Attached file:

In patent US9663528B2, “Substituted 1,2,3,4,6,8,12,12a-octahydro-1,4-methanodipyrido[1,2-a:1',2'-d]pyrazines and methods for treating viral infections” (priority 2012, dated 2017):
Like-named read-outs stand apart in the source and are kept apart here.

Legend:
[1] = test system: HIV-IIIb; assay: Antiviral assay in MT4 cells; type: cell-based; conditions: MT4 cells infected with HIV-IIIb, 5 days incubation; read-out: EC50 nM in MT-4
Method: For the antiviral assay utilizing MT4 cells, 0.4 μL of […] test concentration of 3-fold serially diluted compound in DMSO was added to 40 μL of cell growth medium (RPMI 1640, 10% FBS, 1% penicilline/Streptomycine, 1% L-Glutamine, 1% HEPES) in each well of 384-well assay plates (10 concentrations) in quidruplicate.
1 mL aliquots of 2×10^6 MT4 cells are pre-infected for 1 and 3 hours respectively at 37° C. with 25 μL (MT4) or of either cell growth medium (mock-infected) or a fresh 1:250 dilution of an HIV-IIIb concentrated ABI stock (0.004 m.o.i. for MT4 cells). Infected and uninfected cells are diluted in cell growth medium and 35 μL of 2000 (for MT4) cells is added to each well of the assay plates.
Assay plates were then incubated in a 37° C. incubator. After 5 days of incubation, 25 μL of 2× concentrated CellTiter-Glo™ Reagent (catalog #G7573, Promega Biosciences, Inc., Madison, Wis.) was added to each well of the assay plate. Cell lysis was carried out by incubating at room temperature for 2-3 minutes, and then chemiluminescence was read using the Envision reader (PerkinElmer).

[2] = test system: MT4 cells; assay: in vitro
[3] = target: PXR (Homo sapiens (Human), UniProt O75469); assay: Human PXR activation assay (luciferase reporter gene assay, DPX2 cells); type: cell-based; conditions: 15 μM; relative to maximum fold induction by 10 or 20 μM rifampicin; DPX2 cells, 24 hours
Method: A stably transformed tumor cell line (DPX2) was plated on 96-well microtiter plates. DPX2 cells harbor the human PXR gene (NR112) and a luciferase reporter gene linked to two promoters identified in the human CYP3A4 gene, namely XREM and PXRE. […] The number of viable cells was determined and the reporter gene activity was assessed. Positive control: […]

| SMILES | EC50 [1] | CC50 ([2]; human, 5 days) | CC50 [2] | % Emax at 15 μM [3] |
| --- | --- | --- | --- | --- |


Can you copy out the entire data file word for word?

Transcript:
In patent US9663528B2, “Substituted 1,2,3,4,6,8,12,12a-octahydro-1,4-methanodipyrido[1,2-a:1',2'-d]pyrazines and methods for treating viral infections” (priority 2012, dated 2017):
Like-named read-outs stand apart in the source and are kept apart here.

Legend:
[1] = test system: HIV-IIIb; assay: Antiviral assay in MT4 cells; type: cell-based; conditions: MT4 cells infected with HIV-IIIb, 5 days incubation; read-out: EC50 nM in MT-4
Method: For the antiviral assay utilizing MT4 cells, 0.4 μL of […] test concentration of 3-fold serially diluted compound in DMSO was added to 40 μL of cell growth medium (RPMI 1640, 10% FBS, 1% penicilline/Streptomycine, 1% L-Glutamine, 1% HEPES) in each well of 384-well assay plates (10 concentrations) in quidruplicate.
1 mL aliquots of 2×10^6 MT4 cells are pre-infected for 1 and 3 hours respectively at 37° C. with 25 μL (MT4) or of either cell growth medium (mock-infected) or a fresh 1:250 dilution of an HIV-IIIb concentrated ABI stock (0.004 m.o.i. for MT4 cells). Infected and uninfected cells are diluted in cell growth medium and 35 μL of 2000 (for MT4) cells is added to each well of the assay plates.
Assay plates were then incubated in a 37° C. incubator. After 5 days of incubation, 25 μL of 2× concentrated CellTiter-Glo™ Reagent (catalog #G7573, Promega Biosciences, Inc., Madison, Wis.) was added to each well of the assay plate. Cell lysis was carried out by incubating at room temperature for 2-3 minutes, and then chemiluminescence was read using the Envision reader (PerkinElmer).

[2] = test system: MT4 cells; assay: in vitro
[3] = target: PXR (Homo sapiens (Human), UniProt O75469); assay: Human PXR activation assay (luciferase reporter gene assay, DPX2 cells); type: cell-based; conditions: 15 μM; relative to maximum fold induction by 10 or 20 μM rifampicin; DPX2 cells, 24 hours
Method: A stably transformed tumor cell line (DPX2) was plated on 96-well microtiter plates. DPX2 cells harbor the human PXR gene (NR112) and a luciferase reporter gene linked to two promoters identified in the human CYP3A4 gene, namely XREM and PXRE. […] The number of viable cells was determined and the reporter gene activity was assessed. Positive control: […]

| SMILES | EC50 [1] | CC50 ([2]; human, 5 days) | CC50 [2] | % Emax at 15 μM [3] |
| --- | --- | --- | --- | --- |